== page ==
Mitt Romney gave a risk-avoiding performance last night, one rather obviously designed to maintain his current position in the race. His approach was extremely conservative in its restraint, as Paul notes (and I agree), but I thought Romney nevertheless landed the better punches. Indeed, I thought that Romney threw just about all of the knock-out punches in the debate (transcript here). All in all, an impressive performance.
I thought Barack Obama turned in an aggressive and scrappy performance. I inferred that he believes he’s down and has to do something about it. He threw several low blows last night, such as his false description of Romney’s approach to the auto bailout, although Romney was prepared to cover the blow on this point. And Obama threw one knockout blow that he landed firmly on himself (video below).
Winner on my scorecard: Romney. (I would concede that my partisanship may be misleading me and that Paul may have the better view. Don’t miss his take, which I also agree with as far as it goes.)
Here are what I assess to be Romney’s knockout blows. I thought this was the first one, in response to Obama’s statement of Romney’s position on Russia:
First of all, Russia, I indicated, is a geopolitical foe, not —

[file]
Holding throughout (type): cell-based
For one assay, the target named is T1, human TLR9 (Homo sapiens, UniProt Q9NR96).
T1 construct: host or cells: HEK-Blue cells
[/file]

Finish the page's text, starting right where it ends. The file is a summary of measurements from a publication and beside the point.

PRESIDENT OBAMA: Number one —
MR. ROMNEY: Excuse me. It’s a geopolitical foe. And I said in the same — in the same paragraph, I said, and Iran is the greatest national security threat we face. Russia does continue to battle us in the U.N. time and time again. I have clear eyes on this. I’m not going to wear rose-colored glasses when it comes to Russia or Mr. Putin, and I’m certainly not going to say to him, I’ll give you more flexibility after the election. After the election he’ll get more backbone.
Well, I — I absolutely believe that America has a — a responsibility and the privilege of helping defend freedom and promote the principles that — that make the world more peaceful. And those principles include human rights, human dignity, free enterprise, freedom of expression, elections, because when there are elections, people tend to vote for peace. They don’t vote for war. So we want to — to promote those principles around the world. We recognize that there are places of conflict in the world. We want to end those conflicts to the extent humanly possible. But in order to be able to fulfill our role in the world, America must be strong. America must lead.
And for that to happen, we have to strengthen our economy here at home. You can’t have 23 million people struggling to get a job. You — you can’t have an economy that over the last three years keeps slowing down its growth rate. You can’t have kids coming out of college, half of whom can’t find a job today, or a job that’s commensurate with their college degree. We have to get our economy going.
And our military — we’ve got to strengthen our military long- term. We don’t know what the world is going to throw at us down the road. We — we make decisions today in a military that — that will confront challenges we can’t imagine.